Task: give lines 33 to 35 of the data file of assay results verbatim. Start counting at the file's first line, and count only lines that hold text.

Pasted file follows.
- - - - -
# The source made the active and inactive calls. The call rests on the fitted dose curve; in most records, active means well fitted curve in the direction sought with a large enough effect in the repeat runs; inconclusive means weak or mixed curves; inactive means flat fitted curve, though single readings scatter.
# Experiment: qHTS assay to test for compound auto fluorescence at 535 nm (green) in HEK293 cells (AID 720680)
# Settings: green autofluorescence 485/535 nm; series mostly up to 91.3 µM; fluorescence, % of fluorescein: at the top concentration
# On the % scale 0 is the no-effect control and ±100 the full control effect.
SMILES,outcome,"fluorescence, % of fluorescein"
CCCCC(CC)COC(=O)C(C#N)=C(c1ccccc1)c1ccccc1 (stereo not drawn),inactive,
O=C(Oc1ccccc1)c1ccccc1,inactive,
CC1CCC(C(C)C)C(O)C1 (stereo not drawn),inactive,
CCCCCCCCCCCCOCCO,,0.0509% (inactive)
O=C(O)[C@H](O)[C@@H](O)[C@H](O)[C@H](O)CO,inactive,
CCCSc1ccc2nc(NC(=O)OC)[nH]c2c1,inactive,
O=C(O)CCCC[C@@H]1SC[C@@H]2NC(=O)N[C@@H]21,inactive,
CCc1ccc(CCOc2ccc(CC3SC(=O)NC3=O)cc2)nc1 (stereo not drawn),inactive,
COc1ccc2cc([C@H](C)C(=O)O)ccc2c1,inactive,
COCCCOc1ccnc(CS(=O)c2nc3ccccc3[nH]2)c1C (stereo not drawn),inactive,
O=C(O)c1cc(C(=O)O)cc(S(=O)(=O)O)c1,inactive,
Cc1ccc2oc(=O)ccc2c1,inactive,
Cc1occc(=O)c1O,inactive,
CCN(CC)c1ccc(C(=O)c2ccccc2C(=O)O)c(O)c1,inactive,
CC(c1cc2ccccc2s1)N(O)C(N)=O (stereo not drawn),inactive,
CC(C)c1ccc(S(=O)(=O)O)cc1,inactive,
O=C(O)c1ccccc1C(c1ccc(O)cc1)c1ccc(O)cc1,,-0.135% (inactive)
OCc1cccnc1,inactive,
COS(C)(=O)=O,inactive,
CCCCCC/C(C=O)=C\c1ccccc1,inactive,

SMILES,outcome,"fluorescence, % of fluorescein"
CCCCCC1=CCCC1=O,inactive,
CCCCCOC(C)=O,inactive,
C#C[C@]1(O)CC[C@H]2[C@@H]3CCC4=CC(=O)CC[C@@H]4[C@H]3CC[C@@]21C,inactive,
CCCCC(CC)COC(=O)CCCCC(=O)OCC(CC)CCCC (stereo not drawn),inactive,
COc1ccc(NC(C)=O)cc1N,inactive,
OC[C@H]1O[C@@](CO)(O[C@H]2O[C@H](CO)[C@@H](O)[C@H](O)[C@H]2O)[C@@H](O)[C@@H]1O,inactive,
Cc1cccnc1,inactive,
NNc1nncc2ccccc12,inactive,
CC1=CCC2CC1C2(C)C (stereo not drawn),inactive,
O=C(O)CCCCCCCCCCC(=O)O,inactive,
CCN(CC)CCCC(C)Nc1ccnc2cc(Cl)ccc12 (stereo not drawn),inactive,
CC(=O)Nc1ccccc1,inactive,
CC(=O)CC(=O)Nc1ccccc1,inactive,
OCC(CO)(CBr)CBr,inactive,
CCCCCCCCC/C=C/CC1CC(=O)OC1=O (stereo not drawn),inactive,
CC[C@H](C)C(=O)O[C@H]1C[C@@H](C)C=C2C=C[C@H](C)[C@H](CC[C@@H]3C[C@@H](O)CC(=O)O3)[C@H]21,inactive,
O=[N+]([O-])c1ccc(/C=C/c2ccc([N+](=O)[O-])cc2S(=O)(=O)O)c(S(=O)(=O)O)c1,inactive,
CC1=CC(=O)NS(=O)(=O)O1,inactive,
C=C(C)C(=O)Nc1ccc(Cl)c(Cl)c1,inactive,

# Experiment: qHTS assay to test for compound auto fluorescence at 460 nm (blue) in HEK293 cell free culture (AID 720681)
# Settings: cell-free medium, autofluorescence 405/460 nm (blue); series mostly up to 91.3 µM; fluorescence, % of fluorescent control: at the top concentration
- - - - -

Cc1cccnc1,inactive,
NNc1nncc2ccccc12,inactive,
CC1=CCC2CC1C2(C)C (stereo not drawn),inactive,